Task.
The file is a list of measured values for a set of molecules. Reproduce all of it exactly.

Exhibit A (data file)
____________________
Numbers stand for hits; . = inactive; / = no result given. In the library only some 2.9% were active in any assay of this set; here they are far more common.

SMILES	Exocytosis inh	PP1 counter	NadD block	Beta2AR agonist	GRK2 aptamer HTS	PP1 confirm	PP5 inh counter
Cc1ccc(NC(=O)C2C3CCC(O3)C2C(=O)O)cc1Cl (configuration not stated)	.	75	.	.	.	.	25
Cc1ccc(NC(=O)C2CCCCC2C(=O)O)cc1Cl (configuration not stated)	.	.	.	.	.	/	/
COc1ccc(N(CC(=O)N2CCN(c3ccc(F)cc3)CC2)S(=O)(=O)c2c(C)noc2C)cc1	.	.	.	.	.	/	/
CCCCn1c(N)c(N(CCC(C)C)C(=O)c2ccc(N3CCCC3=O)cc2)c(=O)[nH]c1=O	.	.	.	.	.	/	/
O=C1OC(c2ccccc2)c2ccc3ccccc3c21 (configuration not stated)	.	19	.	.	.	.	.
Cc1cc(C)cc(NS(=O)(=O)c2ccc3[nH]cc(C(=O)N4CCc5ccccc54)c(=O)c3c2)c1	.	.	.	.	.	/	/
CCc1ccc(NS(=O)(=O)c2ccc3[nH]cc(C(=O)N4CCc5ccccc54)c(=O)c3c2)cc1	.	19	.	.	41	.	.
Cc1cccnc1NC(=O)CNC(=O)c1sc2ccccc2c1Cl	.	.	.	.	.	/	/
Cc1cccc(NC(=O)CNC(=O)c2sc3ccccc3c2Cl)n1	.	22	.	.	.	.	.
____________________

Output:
Numbers stand for hits; . = inactive; / = no result given. In the library only some 2.9% were active in any assay of this set; here they are far more common.

SMILES	Exocytosis inh	PP1 counter	NadD block	Beta2AR agonist	GRK2 aptamer HTS	PP1 confirm	PP5 inh counter
Cc1ccc(NC(=O)C2C3CCC(O3)C2C(=O)O)cc1Cl (configuration not stated)	.	75	.	.	.	.	25
Cc1ccc(NC(=O)C2CCCCC2C(=O)O)cc1Cl (configuration not stated)	.	.	.	.	.	/	/
COc1ccc(N(CC(=O)N2CCN(c3ccc(F)cc3)CC2)S(=O)(=O)c2c(C)noc2C)cc1	.	.	.	.	.	/	/
CCCCn1c(N)c(N(CCC(C)C)C(=O)c2ccc(N3CCCC3=O)cc2)c(=O)[nH]c1=O	.	.	.	.	.	/	/
O=C1OC(c2ccccc2)c2ccc3ccccc3c21 (configuration not stated)	.	19	.	.	.	.	.
Cc1cc(C)cc(NS(=O)(=O)c2ccc3[nH]cc(C(=O)N4CCc5ccccc54)c(=O)c3c2)c1	.	.	.	.	.	/	/
CCc1ccc(NS(=O)(=O)c2ccc3[nH]cc(C(=O)N4CCc5ccccc54)c(=O)c3c2)cc1	.	19	.	.	41	.	.
Cc1cccnc1NC(=O)CNC(=O)c1sc2ccccc2c1Cl	.	.	.	.	.	/	/
Cc1cccc(NC(=O)CNC(=O)c2sc3ccccc3c2Cl)n1	.	22	.	.	.	.	.